Consider doing this instead: A graphic design rule of thumb is to position all text within the top one-third of the display and always consider how your additional exhibit booth props will impact viewing.

5. Ineffective Color Combinations

Even the most well designed graphics often fail when colors and imagery clash. Limiting the number of colors or color palettes throughout your design is key. Consider instead using varying shades of the same hue or opt for dark text on top of light backgrounds and vice versa. This will ensure ultimate effectiveness and readability.

Also remember colors may look different on various printing mediums and finishes. The same CMYK or Pantone # on a glossy laminate may not visually match the fabric on your tension fabric backwall graphics.

Consider doing this instead: Utilize variations of the same hue to avoid color clashing and promote readability. Choose images and text with the same intensity and/or brightness to increase effectiveness.

6. Poor Word Selection 

Selecting verbiage that is specific to product specs as opposed to what attendees really want to know is a common mistake. Leave the detailed paragraphs for handouts and brochures. Your backwall graphics should provide short benefit statements that can quickly illustrate how your products would help the end user rather than full product specs which won’t elicit much interest to passersby.

Consider doing this instead: Use benefit statements rather than product specs to explain how your offerings can meet attendees’ needs.

7. Font Selection

Choosing the right font allows attendees to read your text and digest it quickly and easily. Apply your creativity to your images and make readability a top priority for your text. Handwritten, cursive or artsy fonts may fight for attention with images, lessen readability and diminish the impact of creating message hierarchy. Choose serif or sans serif fonts styles and stick to one or maybe two font styles within your design.

Consider doing this instead: Avoid decorative text in favor of serif or sans serif fonts, and use two or fewer fonts.

8. Tiny Text

Text should be kept to a minimum on your trade show booth. While type size should vary to ensure proper messaging hierarchy, you don’t want attendees struggling to read your message from the aisle because the font size is too small. At almost every show, attendees are at least 12ft away from your backwall, so consider this general rule of thumb:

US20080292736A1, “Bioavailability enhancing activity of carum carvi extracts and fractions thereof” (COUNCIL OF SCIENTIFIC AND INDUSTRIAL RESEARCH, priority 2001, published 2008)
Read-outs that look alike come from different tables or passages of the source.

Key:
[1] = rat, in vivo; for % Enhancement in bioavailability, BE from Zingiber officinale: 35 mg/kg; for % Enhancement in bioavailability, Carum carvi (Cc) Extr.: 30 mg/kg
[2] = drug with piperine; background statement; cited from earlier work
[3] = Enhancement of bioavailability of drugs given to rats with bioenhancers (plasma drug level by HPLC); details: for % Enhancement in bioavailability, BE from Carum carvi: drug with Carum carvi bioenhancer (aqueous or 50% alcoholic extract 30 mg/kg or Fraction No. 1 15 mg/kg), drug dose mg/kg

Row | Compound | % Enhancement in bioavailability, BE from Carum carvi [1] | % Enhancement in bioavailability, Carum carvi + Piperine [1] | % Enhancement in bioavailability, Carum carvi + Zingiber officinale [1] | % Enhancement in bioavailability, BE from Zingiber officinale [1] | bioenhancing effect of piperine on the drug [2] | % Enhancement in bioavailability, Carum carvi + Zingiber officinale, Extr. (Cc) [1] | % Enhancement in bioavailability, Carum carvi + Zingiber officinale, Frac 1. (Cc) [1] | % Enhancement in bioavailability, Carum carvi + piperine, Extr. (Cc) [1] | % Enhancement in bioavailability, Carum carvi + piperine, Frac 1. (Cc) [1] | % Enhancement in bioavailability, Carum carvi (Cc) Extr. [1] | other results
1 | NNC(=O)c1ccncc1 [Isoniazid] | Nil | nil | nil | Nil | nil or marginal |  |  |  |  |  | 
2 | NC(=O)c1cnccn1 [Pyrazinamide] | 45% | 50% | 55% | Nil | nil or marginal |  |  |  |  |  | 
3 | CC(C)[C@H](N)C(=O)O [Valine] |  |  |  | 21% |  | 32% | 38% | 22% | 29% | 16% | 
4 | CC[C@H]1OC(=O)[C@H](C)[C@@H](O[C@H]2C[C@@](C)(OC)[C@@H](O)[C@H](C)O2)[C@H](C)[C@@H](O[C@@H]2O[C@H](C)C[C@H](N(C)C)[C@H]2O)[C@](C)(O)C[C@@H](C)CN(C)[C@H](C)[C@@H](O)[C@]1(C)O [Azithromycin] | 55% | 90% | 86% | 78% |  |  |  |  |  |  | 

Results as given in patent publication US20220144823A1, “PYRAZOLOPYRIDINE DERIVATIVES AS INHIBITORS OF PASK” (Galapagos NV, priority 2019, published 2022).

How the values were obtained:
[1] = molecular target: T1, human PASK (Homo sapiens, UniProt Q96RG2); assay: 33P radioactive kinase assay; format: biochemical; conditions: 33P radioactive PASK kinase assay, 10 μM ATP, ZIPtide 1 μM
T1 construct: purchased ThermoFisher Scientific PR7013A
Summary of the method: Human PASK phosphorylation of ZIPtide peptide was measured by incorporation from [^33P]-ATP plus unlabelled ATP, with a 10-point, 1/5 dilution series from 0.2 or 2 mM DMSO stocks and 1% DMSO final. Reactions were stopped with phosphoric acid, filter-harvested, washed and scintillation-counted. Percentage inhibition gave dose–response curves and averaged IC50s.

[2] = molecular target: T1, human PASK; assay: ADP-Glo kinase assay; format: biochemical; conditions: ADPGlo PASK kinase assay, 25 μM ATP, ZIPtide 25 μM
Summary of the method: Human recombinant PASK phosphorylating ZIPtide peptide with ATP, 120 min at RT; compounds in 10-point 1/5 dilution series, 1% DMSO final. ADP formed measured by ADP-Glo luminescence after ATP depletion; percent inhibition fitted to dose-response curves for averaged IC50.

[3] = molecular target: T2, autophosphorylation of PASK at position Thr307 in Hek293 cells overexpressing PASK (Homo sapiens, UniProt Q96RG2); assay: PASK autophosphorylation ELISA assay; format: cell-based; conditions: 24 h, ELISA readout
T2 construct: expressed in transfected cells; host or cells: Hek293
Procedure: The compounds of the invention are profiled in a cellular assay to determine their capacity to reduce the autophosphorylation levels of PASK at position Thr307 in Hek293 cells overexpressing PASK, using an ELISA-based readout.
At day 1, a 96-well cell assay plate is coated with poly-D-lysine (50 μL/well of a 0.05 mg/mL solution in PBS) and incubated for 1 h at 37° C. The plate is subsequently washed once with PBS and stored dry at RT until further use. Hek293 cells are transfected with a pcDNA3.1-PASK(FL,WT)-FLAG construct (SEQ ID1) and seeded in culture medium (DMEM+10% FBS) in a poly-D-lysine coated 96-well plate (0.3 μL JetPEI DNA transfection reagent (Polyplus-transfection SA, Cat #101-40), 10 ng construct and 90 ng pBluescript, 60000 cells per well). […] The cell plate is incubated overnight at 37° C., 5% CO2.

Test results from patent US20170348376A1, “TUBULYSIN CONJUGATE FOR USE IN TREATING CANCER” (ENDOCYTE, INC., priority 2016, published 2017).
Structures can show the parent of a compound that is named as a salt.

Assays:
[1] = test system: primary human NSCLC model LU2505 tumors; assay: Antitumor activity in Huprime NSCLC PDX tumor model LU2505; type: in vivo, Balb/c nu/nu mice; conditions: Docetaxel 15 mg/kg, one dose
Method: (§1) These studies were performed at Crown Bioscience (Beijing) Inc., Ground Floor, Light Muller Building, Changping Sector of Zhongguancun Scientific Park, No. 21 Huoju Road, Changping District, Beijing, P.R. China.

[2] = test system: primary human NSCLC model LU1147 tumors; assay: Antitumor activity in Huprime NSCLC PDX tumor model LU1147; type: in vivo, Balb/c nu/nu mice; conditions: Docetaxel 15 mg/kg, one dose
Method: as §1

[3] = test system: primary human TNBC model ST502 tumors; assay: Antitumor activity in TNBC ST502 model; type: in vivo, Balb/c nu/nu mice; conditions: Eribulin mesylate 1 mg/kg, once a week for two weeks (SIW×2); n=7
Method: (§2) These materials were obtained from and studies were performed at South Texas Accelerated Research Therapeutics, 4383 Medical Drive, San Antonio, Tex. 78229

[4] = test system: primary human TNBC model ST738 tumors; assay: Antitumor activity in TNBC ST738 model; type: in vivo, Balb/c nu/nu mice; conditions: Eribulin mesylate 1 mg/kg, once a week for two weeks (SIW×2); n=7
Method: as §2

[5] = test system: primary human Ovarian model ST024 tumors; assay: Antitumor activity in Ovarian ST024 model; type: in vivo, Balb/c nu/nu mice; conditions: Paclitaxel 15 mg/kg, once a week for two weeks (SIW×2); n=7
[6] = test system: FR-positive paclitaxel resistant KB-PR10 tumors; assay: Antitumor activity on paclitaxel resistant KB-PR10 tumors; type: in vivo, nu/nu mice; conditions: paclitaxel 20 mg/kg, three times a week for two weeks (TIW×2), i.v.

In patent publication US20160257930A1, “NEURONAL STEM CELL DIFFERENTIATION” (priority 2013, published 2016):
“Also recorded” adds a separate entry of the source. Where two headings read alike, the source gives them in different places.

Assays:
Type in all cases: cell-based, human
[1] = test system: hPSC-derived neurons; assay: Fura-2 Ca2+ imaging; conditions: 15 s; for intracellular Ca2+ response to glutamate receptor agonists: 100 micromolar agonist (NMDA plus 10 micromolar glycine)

Text should be 1 inch tall for every 3 feet of distance between attendees and the text. Therefore, all text in your booth should be a minimum of 3-4 inches tall.

Consider doing this instead: Keep important text the largest and other varying messaging smaller but still within the 3-4 inch minimum height.

9. Too Much Text

Consider your backwall as a billboard, not a brochure. Select text carefully as they are critical to the effectiveness of your design. A cluttered design is often visually discouraging and makes the reader have a hard time consuming your message. Less is more in this instance. Simple and short, but compelling, easy to read sentences will be more likely absorbed by passersby.

Consider doing this instead: Limit text by employing short phrases or bullet points instead of lengthy sentences. Have your text make them want to ask questions.

10. Lack of Lighting

We are naturally attracted to brighter areas, so without proper lighting, your booth may virtually disappear on the trade show floor. Adding light fixtures to your booth is an easy way to emphasize various elements, such as a dramatic image or key phrase. You don’t have to spend a ton of money on lighting either. There are many budget friendly options such as simple arm lights or back-lighting to enhance and brighten your entire graphic.

Consider doing this instead:  Illuminating certain areas on your display  gives you the ability to highlight focal points you want to stress to your consumers.

FINAL THOUGHTS

By being intentional with your graphic design, your message will be read more easily and noticed at first glance. Remember, you only have 3-5 seconds! Take your time to incorporate visually pleasing photos, easy to read verbage and a color palette with varying hues will make your trade show display work for you instead of against you. If you’re unsure how to do this, our team of in-house graphics designers would love to take your backwall to the next level. Contact us today!